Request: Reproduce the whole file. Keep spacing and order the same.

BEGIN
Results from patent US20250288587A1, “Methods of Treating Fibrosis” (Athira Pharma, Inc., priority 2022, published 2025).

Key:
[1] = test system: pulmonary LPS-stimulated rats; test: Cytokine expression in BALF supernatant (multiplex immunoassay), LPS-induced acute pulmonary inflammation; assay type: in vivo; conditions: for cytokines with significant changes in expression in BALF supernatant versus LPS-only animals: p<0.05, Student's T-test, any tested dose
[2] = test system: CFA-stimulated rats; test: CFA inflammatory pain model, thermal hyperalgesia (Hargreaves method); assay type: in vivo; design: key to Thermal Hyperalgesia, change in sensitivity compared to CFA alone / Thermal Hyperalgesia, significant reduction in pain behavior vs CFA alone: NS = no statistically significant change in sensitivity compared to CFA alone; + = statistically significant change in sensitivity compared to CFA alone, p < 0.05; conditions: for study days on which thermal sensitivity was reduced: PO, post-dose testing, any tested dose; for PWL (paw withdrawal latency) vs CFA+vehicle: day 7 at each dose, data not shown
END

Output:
Results from patent US20250288587A1, “Methods of Treating Fibrosis” (Athira Pharma, Inc., priority 2022, published 2025).

Key:
[1] = test system: pulmonary LPS-stimulated rats; test: Cytokine expression in BALF supernatant (multiplex immunoassay), LPS-induced acute pulmonary inflammation; assay type: in vivo; conditions: for cytokines with significant changes in expression in BALF supernatant versus LPS-only animals: p<0.05, Student's T-test, any tested dose
[2] = test system: CFA-stimulated rats; test: CFA inflammatory pain model, thermal hyperalgesia (Hargreaves method); assay type: in vivo; design: key to Thermal Hyperalgesia, change in sensitivity compared to CFA alone / Thermal Hyperalgesia, significant reduction in pain behavior vs CFA alone: NS = no statistically significant change in sensitivity compared to CFA alone; + = statistically significant change in sensitivity compared to CFA alone, p < 0.05; conditions: for study days on which thermal sensitivity was reduced: PO, post-dose testing, any tested dose; for PWL (paw withdrawal latency) vs CFA+vehicle: day 7 at each dose, data not shown